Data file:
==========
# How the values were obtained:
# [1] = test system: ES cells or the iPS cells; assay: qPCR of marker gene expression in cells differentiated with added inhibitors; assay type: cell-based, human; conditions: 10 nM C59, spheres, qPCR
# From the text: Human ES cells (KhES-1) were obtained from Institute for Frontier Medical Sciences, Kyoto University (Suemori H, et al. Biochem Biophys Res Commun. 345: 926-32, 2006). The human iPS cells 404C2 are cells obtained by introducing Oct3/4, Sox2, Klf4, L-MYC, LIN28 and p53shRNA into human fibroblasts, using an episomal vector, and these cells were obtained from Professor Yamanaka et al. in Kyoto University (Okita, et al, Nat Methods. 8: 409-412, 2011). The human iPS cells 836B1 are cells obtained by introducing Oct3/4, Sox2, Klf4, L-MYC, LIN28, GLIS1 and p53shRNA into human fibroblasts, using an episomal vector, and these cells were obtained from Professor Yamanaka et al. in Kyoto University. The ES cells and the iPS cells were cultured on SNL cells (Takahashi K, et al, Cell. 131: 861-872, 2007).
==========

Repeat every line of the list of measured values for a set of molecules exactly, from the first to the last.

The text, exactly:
# How the values were obtained:
# [1] = test system: ES cells or the iPS cells; assay: qPCR of marker gene expression in cells differentiated with added inhibitors; assay type: cell-based, human; conditions: 10 nM C59, spheres, qPCR
# From the text: Human ES cells (KhES-1) were obtained from Institute for Frontier Medical Sciences, Kyoto University (Suemori H, et al. Biochem Biophys Res Commun. 345: 926-32, 2006). The human iPS cells 404C2 are cells obtained by introducing Oct3/4, Sox2, Klf4, L-MYC, LIN28 and p53shRNA into human fibroblasts, using an episomal vector, and these cells were obtained from Professor Yamanaka et al. in Kyoto University (Okita, et al, Nat Methods. 8: 409-412, 2011). The human iPS cells 836B1 are cells obtained by introducing Oct3/4, Sox2, Klf4, L-MYC, LIN28, GLIS1 and p53shRNA into human fibroblasts, using an episomal vector, and these cells were obtained from Professor Yamanaka et al. in Kyoto University. The ES cells and the iPS cells were cultured on SNL cells (Takahashi K, et al, Cell. 131: 861-872, 2007).